Most PR folks still maintain a buckshot mentality with whom to pitch for editorial content, whom to pitch for exclusives, whom to pitch for premieres, etc. With most PR companies, (including ourselves earlier on in our development) it appears as if everyone is haphazardly casting the widest net possible just to see what they can get. That’s ineffective for the artists, and it exasperates the writer who watches their inbox become a monster. When a writer does decide to feature an artist pitched by a publicist, you then bear witness to posts splattered across the Internet over a number of weeks, while the band’s social networks are not efficiently pointing current fans to an influential writer responsible for good editorial coverage. The band’s social network is not creating the best fan experience, nor are they using their fanbase to help generate new readers to worthy sites with writers who have taken the time to dig into their creation.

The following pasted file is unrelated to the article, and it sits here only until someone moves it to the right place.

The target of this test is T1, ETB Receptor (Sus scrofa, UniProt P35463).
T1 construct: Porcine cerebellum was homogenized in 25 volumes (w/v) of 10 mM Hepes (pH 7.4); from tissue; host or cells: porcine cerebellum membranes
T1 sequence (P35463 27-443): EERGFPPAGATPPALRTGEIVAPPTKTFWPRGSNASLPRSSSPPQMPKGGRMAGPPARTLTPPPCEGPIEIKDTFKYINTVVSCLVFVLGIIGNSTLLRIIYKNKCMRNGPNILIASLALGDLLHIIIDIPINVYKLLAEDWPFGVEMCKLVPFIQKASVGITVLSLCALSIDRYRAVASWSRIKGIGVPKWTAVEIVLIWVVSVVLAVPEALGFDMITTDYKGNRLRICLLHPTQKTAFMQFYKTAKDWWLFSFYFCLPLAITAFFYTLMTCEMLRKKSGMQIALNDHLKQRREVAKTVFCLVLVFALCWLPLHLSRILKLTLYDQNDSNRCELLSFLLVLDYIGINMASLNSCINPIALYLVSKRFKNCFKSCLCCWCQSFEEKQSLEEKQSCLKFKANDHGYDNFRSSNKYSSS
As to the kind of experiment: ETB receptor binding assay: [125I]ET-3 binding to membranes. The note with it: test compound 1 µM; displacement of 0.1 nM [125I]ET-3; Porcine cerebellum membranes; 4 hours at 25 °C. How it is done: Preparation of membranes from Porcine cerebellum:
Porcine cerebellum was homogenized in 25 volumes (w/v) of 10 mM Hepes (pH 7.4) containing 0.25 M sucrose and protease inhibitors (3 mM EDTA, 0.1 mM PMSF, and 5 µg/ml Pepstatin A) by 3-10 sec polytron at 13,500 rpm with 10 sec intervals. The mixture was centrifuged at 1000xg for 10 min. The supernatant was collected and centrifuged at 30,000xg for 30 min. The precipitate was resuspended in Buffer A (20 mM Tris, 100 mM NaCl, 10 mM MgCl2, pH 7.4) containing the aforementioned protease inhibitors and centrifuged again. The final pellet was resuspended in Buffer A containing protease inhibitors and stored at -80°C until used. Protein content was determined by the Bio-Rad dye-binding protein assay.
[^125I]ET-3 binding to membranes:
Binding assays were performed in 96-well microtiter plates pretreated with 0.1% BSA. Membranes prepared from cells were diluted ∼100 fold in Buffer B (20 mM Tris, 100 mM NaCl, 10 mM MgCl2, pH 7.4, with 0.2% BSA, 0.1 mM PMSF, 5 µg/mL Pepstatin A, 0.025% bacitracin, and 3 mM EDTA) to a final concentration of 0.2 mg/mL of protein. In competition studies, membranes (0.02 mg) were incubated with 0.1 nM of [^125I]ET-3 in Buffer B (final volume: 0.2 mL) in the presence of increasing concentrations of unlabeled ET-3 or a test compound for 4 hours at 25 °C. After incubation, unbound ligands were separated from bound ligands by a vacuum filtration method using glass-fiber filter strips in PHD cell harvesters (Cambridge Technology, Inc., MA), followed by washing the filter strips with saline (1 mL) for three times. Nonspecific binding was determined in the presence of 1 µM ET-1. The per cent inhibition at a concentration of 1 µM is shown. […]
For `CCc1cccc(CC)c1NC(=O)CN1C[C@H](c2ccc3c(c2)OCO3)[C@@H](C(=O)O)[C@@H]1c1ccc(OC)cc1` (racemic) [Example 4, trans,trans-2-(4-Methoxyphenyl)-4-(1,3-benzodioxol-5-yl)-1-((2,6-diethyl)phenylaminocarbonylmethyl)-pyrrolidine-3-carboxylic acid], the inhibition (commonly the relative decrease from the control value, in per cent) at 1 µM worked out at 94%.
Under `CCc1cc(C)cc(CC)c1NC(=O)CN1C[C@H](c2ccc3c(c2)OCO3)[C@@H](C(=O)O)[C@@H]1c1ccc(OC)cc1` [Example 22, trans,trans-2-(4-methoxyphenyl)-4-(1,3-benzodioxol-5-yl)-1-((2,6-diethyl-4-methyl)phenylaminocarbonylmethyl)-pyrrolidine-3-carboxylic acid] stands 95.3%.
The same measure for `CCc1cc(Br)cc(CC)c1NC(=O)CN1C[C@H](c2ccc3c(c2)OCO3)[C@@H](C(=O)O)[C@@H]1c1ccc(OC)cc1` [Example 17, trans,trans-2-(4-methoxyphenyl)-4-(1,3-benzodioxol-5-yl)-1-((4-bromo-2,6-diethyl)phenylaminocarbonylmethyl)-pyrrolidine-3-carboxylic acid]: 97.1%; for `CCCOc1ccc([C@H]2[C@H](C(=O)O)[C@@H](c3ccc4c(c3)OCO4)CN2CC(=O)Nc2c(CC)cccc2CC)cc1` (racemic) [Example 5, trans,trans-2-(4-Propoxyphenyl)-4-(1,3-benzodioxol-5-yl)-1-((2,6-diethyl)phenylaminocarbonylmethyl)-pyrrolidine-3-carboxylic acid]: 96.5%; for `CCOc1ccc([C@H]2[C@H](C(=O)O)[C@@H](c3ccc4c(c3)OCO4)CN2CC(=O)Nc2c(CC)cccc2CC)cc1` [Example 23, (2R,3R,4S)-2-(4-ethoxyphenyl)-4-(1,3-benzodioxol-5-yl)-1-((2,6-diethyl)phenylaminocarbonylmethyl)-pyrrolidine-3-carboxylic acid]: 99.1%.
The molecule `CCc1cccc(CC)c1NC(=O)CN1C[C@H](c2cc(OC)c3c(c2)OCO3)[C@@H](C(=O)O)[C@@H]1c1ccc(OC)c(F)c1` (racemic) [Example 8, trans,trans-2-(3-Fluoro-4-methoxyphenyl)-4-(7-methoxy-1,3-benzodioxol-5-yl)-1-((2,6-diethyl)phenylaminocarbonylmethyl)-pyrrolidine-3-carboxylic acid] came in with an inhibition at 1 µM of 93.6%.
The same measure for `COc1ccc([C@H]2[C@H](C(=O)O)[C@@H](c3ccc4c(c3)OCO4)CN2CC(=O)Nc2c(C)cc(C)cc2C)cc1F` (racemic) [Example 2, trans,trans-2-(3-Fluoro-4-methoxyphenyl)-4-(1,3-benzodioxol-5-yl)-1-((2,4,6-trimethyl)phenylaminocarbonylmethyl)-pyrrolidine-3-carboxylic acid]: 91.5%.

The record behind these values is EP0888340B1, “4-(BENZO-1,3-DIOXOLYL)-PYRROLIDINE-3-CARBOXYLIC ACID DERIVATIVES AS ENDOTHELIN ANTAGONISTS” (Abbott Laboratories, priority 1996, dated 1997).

No matter how small or large an artist’s fan base is, a structured media roll out has a much greater effect when it’s efficiently managed from all sides – social media, online magazines, blogs, traditional print – across all the visible networks of the artist’s current fan base, as well as our own networks. Correctly implementing this sort of viral sharing, the artist gains a larger potential reach to other fans.